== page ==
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On 13 August 2021, the first thirteen interiors — the private rooms of Emperor Nicholas II and Empress Alexandra Fiodorovna — opened in the east wing of the Alexander Palace at Tsarskoe Selo after an extensive restoration project which began in 2012.

The Alexander Palace was closed to visitors for the past seven years. The restoration has been carried out mainly at the expense of funds allocated by Russia's Ministry of Culture, as well as by the Tsarskoe Selo State Museum and Heritage Site and by charitable donations. The palace welcomes visitors from 14 August.

The opening ceremony was attended by Mr Alexander Voronko, Director of the Department of Museums and External Relations of the Ministry of Culture of the Russian Federation, Mr Boris Piotrovsky, Vice Governor of St Petersburg, and Ms Olga Taratynova, Director of Tsarskoe Selo.

The Alexander Palace has a special place in Russian history as the last home of the last Russian emperor Nicholas II and his family, who lived here permanently from 1905. Thus, at the beginning of the 20th century, the Alexander Palace became the centre of state life in Russia. From here the crowned family was exiled to Tobolsk in 1917 towards the tragic ending.

Visitors now have an opportunity to see Nicholas' rooms: the Reception Room, Working Study, Moorish Room (a.k.a. Tsar's Bathroom), Valet's Room and State Study; Alexandra's rooms: the Retinue Room, Bedroom, Mauve Room, Palisander and Maple Drawing-Rooms; as well as the Corner Drawing Room and the Great and Small Library Halls. The basement floor now houses vestibules with ticket desks, a cloakroom and staff rooms.

“The opening of the first part of the Alexander Palace is an epoch-making event for us. This place is associated with some turning points in history and the fate of several generations of the Romanovs. In recent years, all our strengths, aspirations and dreams have been associated with this restoration. It's a project of incredible complexity. Now that its first part is finally completed, we can breathe out a little bit,” said Olga Taratynova.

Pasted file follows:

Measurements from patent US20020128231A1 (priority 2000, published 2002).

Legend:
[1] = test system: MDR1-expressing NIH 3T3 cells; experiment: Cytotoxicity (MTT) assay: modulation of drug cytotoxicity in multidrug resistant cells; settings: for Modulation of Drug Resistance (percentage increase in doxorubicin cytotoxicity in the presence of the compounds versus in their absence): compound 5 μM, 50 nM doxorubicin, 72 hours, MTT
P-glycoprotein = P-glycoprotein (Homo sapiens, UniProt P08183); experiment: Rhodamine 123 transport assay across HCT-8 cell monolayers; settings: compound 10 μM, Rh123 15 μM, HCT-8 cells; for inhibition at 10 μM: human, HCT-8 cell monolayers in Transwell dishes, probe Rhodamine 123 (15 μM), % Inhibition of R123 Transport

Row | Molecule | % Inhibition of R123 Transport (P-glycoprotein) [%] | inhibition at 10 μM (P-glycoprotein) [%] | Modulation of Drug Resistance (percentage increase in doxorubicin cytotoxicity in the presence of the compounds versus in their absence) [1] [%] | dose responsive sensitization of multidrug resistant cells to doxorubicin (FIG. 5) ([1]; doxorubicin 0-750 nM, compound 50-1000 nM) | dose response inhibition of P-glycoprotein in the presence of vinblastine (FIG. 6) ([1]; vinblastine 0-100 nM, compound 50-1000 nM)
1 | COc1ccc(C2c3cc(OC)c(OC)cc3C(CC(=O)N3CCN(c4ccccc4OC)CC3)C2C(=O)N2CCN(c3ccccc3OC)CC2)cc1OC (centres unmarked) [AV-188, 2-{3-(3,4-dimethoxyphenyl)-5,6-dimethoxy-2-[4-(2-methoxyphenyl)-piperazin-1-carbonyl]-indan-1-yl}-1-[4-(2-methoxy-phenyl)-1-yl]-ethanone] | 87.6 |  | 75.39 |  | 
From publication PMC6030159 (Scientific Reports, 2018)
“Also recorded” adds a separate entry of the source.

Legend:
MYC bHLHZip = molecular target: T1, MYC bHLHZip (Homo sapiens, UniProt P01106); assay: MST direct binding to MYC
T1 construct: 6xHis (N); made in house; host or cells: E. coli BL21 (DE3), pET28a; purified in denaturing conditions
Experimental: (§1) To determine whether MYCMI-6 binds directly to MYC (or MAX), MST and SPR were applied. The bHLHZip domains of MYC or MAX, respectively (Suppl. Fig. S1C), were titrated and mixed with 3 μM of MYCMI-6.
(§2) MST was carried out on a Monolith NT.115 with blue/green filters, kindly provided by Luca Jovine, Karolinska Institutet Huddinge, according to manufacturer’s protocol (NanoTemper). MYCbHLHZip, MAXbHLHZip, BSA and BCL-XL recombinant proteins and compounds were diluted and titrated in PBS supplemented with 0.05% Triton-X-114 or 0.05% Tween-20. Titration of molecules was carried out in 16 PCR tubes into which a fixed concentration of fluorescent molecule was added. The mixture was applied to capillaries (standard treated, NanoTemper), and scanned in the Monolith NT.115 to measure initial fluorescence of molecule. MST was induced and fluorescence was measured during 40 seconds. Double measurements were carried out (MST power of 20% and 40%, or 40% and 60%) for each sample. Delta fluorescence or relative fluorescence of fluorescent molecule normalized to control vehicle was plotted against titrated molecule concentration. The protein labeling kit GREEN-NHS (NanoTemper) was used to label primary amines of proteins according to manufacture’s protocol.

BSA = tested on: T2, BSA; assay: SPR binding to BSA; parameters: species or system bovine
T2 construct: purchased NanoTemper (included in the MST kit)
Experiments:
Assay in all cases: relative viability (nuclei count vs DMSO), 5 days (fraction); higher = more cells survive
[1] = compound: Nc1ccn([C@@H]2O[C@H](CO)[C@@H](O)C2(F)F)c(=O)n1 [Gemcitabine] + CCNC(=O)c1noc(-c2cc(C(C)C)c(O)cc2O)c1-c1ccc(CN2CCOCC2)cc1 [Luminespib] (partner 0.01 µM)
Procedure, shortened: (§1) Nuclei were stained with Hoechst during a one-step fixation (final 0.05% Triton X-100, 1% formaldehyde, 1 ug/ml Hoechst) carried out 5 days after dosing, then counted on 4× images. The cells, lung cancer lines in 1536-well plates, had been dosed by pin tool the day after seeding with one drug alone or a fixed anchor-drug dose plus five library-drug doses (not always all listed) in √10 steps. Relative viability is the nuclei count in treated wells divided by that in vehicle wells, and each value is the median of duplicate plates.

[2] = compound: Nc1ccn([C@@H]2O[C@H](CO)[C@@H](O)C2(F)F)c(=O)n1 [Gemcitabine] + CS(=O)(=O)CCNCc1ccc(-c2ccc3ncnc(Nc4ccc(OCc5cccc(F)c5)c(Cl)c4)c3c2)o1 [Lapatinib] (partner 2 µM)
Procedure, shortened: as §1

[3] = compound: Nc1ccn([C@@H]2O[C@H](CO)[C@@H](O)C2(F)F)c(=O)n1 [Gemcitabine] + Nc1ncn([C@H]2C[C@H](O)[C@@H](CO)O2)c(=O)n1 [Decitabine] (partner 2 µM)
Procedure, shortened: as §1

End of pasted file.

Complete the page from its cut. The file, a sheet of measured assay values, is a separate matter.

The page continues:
Works on the palace are scheduled for completion no earlier than 2023.

Visiting information

Project stages

The Alexander Palace restoration project is the result of the colossal work of hundreds of people, including designers, architects, restorers, museum workers and dozens of organizations.

In 2011, the general project of the palace's reconstruction, restoration, technical re-equipment and adjustment for museum use was designed by the Studio 44 architectural bureau. After the completion of works, the palace will become a multifunctional museum complex with museum display halls, temporary exhibition rooms, research and conference rooms, a library and a children’s centre.

In 2012–13, the general contractor PSB ZhilStroy carried out construction and installation works on the basement (together with Geoizolu) and other floors, including supporting structure reinforcement, external and internal engineering networks and automated equipment systems.

During late 2017 to 2020, the interior reconstruction of Nicholas and Alexandra's rooms took place.

Restoration and reconstruction

Some of Nicholas and Alexandra’s rooms retained their historical decoration and therefore only required restoration. Those are the State Study, Reception Room, Corner Drawing Room and the Great and Small Libraries.

The restorers relied on amateur photographs taken by Nicholas II and members of his family from the state archives, colour autochromes of 1917 and archival documents. All the original elements of the interior decoration were preserved, including oak wall panels, wood-clad ceilings and ceramic tiles.

Decorative fabrics and trimmings were recreated from the original samples in the Tsarskoe Selo and Pavlovsk collections. Also recreated: more than 60 pieces of furniture, a mezzanine, wall panels, six fireplaces, almost 550 square metres of carpets (including a stitched New Zealand wool rug for the Maple Drawing Room measuring 182 square metres and weighing 400 kilograms).


During dismantling work in the Moorish Room (a.k.a. Tsar's Bathroom), craftsmen discovered a pool basin under the floor with fragments of original wall tiles from the Moorish Room (Metlakh ceramic) and other interiors. The find greatly aided experts with the reproducing the original colour schemes in the interiors reconstructed after black-and-white photographs taken in the 1930s. Thanks to these tiles the original interior decoration of the Moorish Room has been recreated with precision in all its polychrome variety. 

During the wall paint clearing in the State Study of Nicholas II in 2019, the original colour and a fragment of the stencil painting that framed the fireplace portal were discovered, which made it possible to restore the historical colour of the walls. The discovery of the surviving samples of English tiles made it possible to recreate the lining of the fireplace inserts and fireplaces.

While recreating the plasterwork decoration in the Maple Drawing Room, the restorers discovered in the opening between the two mezzanines – in the empress' Maple Drawing Room and in the emperor's State Study – a small fragment of the original decoration, which answered questions about the shade of pink and the nature of the plasterwork relief depicting roses in the Maple Drawing Room.